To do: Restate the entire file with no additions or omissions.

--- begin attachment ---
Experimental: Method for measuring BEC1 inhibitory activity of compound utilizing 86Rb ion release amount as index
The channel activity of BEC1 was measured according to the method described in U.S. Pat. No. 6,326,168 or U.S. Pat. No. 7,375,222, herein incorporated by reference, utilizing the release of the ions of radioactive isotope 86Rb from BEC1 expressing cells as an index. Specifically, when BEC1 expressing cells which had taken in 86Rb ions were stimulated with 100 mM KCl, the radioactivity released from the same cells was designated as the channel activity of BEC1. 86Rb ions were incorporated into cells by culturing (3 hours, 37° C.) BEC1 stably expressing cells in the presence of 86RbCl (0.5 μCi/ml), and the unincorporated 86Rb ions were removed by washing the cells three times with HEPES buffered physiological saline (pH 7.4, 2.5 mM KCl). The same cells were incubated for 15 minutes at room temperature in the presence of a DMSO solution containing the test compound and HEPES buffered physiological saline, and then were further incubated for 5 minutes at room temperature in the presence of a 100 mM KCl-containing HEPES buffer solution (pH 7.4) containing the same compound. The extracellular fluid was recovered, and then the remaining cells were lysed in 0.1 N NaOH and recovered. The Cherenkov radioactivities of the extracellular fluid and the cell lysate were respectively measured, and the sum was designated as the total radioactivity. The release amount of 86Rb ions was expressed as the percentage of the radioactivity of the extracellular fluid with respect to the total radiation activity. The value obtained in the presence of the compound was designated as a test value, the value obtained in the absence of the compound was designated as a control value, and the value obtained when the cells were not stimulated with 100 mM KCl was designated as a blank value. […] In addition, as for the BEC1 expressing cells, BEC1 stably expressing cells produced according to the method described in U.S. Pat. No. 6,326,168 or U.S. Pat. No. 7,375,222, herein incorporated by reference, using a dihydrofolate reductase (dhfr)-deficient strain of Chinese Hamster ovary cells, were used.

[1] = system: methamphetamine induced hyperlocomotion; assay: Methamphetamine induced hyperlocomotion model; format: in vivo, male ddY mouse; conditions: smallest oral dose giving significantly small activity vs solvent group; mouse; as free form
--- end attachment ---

Experimental: Method for measuring BEC1 inhibitory activity of compound utilizing 86Rb ion release amount as index
The channel activity of BEC1 was measured according to the method described in U.S. Pat. No. 6,326,168 or U.S. Pat. No. 7,375,222, herein incorporated by reference, utilizing the release of the ions of radioactive isotope 86Rb from BEC1 expressing cells as an index. Specifically, when BEC1 expressing cells which had taken in 86Rb ions were stimulated with 100 mM KCl, the radioactivity released from the same cells was designated as the channel activity of BEC1. 86Rb ions were incorporated into cells by culturing (3 hours, 37° C.) BEC1 stably expressing cells in the presence of 86RbCl (0.5 μCi/ml), and the unincorporated 86Rb ions were removed by washing the cells three times with HEPES buffered physiological saline (pH 7.4, 2.5 mM KCl). The same cells were incubated for 15 minutes at room temperature in the presence of a DMSO solution containing the test compound and HEPES buffered physiological saline, and then were further incubated for 5 minutes at room temperature in the presence of a 100 mM KCl-containing HEPES buffer solution (pH 7.4) containing the same compound. The extracellular fluid was recovered, and then the remaining cells were lysed in 0.1 N NaOH and recovered. The Cherenkov radioactivities of the extracellular fluid and the cell lysate were respectively measured, and the sum was designated as the total radioactivity. The release amount of 86Rb ions was expressed as the percentage of the radioactivity of the extracellular fluid with respect to the total radiation activity. The value obtained in the presence of the compound was designated as a test value, the value obtained in the absence of the compound was designated as a control value, and the value obtained when the cells were not stimulated with 100 mM KCl was designated as a blank value. […] In addition, as for the BEC1 expressing cells, BEC1 stably expressing cells produced according to the method described in U.S. Pat. No. 6,326,168 or U.S. Pat. No. 7,375,222, herein incorporated by reference, using a dihydrofolate reductase (dhfr)-deficient strain of Chinese Hamster ovary cells, were used.

[1] = system: methamphetamine induced hyperlocomotion; assay: Methamphetamine induced hyperlocomotion model; format: in vivo, male ddY mouse; conditions: smallest oral dose giving significantly small activity vs solvent group; mouse; as free form